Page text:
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For NFT collectors, there’s a fine line between buzz and boredom

Groundbreaking cognitive science study at Stevens Institute of Technology shows how rare digital collectibles can quickly lose their luster

(Hoboken, N.J. – June 6, 2022) – Non-fungible tokens (NFTs) are all the rage, with collectors spending vast sums — in some cases, tens of millions of dollars — to own and trade unique digital images. For researchers, that offers a rare opportunity to study the way that people learn about new marketplaces and assign value to different categories of assets.

“Because NFT trading records are public, they offer a remarkable chance for us to look at why people perceive certain things as valuable, and how those changes over time,” said Jordan Suchow, a cognitive scientist who led the study at Stevens Institute of Technology.

Suchow’s team conducted the first cognitive study of NFT trading, looking at a subset of NFTs known as the “Bored Ape Yacht Club” — a set of 10,000 computer-generated cartoon apes, each with different features such as color, clothing, and accessories, that have grown immensely popular in recent months.

Each individual Bored Ape is unique, and thus equally rare, but some features are more common than others. An ape in a plain striped sweater might be more common — and thus potentially less valuable — than an ape in a suit and tie, or one wearing earrings, for instance.

“It’s a bit like stamp collecting: the stamps all look the same, so if there’s a printing error or some other rare feature that sets a stamp apart, people will pay far more for it,” explained Suchow, whose work will be presented at the Cognitive Science Society Conference on July 27-30 in Toronto, Canada.

When people first began trading Bored Ape NFTs, the apes with rare features quickly became more sought-after. But that, in turn, distorted the information landscape: because rare apes were more valuable and more widely discussed, they also became much more visible.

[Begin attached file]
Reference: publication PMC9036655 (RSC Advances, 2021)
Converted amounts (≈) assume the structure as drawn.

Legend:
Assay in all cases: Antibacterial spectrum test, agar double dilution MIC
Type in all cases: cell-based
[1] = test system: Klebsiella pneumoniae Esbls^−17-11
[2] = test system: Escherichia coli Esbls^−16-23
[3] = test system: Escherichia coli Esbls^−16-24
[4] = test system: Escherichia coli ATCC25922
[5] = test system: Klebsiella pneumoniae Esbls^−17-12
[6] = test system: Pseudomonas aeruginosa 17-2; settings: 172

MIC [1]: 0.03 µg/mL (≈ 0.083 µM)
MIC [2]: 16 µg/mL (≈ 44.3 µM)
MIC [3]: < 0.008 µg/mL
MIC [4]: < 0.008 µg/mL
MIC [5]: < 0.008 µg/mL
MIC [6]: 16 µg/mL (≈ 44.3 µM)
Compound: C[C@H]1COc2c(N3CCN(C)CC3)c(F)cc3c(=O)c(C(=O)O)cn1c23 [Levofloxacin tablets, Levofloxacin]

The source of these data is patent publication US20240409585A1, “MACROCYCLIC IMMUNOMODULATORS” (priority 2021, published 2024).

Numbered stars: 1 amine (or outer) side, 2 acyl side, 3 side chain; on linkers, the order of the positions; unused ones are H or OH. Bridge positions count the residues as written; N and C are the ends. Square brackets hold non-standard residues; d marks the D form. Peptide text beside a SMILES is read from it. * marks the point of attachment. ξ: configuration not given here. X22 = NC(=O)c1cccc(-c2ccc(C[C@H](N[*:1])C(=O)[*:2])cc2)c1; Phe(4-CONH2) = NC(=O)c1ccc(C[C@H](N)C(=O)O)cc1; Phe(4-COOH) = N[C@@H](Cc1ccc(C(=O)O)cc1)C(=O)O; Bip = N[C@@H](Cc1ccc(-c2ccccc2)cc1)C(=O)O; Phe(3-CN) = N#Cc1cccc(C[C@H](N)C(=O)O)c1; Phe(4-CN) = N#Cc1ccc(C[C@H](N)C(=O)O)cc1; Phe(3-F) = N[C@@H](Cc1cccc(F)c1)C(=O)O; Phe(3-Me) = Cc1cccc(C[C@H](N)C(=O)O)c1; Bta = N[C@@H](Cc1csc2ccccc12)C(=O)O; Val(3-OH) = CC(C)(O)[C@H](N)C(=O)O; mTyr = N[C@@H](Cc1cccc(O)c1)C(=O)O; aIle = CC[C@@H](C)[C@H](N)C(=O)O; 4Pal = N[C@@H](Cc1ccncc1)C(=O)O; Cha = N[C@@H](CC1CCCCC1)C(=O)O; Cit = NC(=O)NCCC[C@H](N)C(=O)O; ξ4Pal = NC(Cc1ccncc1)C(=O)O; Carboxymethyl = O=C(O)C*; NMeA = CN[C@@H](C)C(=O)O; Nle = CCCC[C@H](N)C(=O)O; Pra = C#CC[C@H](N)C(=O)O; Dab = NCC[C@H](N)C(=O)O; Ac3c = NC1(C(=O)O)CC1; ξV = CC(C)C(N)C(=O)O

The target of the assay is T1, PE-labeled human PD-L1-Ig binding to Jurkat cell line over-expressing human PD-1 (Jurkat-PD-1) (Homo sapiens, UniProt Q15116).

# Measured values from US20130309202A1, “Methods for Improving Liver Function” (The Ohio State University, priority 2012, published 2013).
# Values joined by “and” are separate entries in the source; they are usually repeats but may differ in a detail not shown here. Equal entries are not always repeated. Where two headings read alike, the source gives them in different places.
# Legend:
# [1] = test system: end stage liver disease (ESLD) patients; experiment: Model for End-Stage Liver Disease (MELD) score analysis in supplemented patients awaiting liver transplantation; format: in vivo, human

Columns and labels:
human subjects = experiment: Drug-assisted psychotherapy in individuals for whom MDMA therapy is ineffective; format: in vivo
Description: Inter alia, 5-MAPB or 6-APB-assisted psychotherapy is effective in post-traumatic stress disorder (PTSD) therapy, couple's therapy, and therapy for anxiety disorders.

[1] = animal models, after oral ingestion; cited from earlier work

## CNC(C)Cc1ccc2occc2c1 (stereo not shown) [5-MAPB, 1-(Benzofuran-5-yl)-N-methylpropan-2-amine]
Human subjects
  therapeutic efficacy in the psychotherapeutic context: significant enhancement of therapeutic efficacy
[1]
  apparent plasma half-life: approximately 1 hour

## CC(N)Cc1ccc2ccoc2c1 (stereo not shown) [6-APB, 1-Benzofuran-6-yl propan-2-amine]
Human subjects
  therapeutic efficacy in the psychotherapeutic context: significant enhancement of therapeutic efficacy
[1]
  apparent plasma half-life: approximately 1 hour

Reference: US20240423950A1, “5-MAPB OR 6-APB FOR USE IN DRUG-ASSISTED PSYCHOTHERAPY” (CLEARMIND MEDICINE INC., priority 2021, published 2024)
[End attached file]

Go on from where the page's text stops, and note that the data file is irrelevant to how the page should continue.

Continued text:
“Today, a newcomer to Bored Ape trading sees these rare apes everywhere and perceives them to be much more common than in fact they are,” Suchow explained. “That creates a puzzle: how can people be expected to learn about a new category when their experience of that category is dominated by the rarest examples?”

If a person wants to learn what a dog is, Suchow explains, they could do so by going to a dog park and looking at a range of common animals. Going to an experimental breeder and looking only at rare breeds, on the other hand, would skew their perception of the category and of how much any given dog is worth.

To test their theory, Suchow’s team identified the rarest and most common features in Bored Ape NFTs, then mapped their findings onto the relative value of the NFTs over time. The results were striking: while rarity was strongly correlated with value in the early days of Bored Ape trading, the connection all but disappeared as an influx of newcomers began trading the NFTs.

The findings hold lessons for collectors of all kinds, says Suchow. “We’ve shown that rarity can become self-defeating — if you want to sustain value, you need to make sure that people don’t only see the rarest items in a given category,” he explained. That could spark a rethink about how online marketplaces are designed and lead individual investors to assign less value to rarity in new markets.

Some interesting questions remain: the Stevens’ team found that some rare NFT features, such as unusually colored backgrounds, retained their value over time, while others, such as an ape’s fur color, quickly lost value. Figuring out why some features continue to correlate with value and others don’t, and how that plays out in other categories such as stamp collecting or art markets, will require additional study, Suchow said.

“The exciting thing here is that we’ve revealed a general principle: that demand for rarity is self-defeating,” Suchow said. “That should be very broadly applicable, so the big question now is whether we can observe this effect in other categories, too.”

– Stevens –

About Stevens Institute of Technology
Stevens Institute of Technology is a premier, private research university situated in Hoboken, New Jersey. Since our founding in 1870, technological innovation has been the hallmark of Stevens’ education and research. Within the university’s three schools and one college, 8,000 undergraduate and graduate students collaborate closely with faculty in an interdisciplinary, student-centric, entrepreneurial environment. Academic and research programs spanning business, computing, engineering, the arts and other disciplines actively advance the frontiers of science and leverage technology to confront our most pressing global challenges. The university continues to be consistently ranked among the nation’s leaders in career services, post-graduation salaries of alumni, and return on tuition investment.

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